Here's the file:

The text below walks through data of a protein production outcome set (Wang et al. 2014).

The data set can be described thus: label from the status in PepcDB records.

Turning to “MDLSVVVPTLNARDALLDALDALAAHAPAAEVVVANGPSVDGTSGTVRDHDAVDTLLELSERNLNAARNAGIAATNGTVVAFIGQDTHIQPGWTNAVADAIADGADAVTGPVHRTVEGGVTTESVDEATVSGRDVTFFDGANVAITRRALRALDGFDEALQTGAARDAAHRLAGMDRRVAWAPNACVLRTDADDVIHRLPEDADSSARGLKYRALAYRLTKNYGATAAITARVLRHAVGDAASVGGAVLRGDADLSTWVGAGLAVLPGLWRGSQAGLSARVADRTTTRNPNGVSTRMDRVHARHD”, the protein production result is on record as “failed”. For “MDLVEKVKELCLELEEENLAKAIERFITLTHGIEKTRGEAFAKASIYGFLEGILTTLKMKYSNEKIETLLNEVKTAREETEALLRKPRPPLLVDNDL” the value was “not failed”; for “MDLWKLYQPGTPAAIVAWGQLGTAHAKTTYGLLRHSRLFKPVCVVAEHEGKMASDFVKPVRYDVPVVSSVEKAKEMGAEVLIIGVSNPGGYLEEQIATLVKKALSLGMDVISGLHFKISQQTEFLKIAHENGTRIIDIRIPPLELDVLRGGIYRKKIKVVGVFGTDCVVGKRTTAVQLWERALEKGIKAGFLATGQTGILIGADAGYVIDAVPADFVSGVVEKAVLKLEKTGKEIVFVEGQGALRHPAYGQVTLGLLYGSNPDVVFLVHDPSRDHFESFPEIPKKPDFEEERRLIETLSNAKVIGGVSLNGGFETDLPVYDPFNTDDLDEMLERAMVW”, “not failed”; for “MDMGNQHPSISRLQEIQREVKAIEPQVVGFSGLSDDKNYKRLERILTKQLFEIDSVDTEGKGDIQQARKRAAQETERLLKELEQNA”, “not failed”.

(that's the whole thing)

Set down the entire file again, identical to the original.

The text below walks through data of a protein production outcome set (Wang et al. 2014).

The data set can be described thus: label from the status in PepcDB records.

Turning to “MDLSVVVPTLNARDALLDALDALAAHAPAAEVVVANGPSVDGTSGTVRDHDAVDTLLELSERNLNAARNAGIAATNGTVVAFIGQDTHIQPGWTNAVADAIADGADAVTGPVHRTVEGGVTTESVDEATVSGRDVTFFDGANVAITRRALRALDGFDEALQTGAARDAAHRLAGMDRRVAWAPNACVLRTDADDVIHRLPEDADSSARGLKYRALAYRLTKNYGATAAITARVLRHAVGDAASVGGAVLRGDADLSTWVGAGLAVLPGLWRGSQAGLSARVADRTTTRNPNGVSTRMDRVHARHD”, the protein production result is on record as “failed”. For “MDLVEKVKELCLELEEENLAKAIERFITLTHGIEKTRGEAFAKASIYGFLEGILTTLKMKYSNEKIETLLNEVKTAREETEALLRKPRPPLLVDNDL” the value was “not failed”; for “MDLWKLYQPGTPAAIVAWGQLGTAHAKTTYGLLRHSRLFKPVCVVAEHEGKMASDFVKPVRYDVPVVSSVEKAKEMGAEVLIIGVSNPGGYLEEQIATLVKKALSLGMDVISGLHFKISQQTEFLKIAHENGTRIIDIRIPPLELDVLRGGIYRKKIKVVGVFGTDCVVGKRTTAVQLWERALEKGIKAGFLATGQTGILIGADAGYVIDAVPADFVSGVVEKAVLKLEKTGKEIVFVEGQGALRHPAYGQVTLGLLYGSNPDVVFLVHDPSRDHFESFPEIPKKPDFEEERRLIETLSNAKVIGGVSLNGGFETDLPVYDPFNTDDLDEMLERAMVW”, “not failed”; for “MDMGNQHPSISRLQEIQREVKAIEPQVVGFSGLSDDKNYKRLERILTKQLFEIDSVDTEGKGDIQQARKRAAQETERLLKELEQNA”, “not failed”.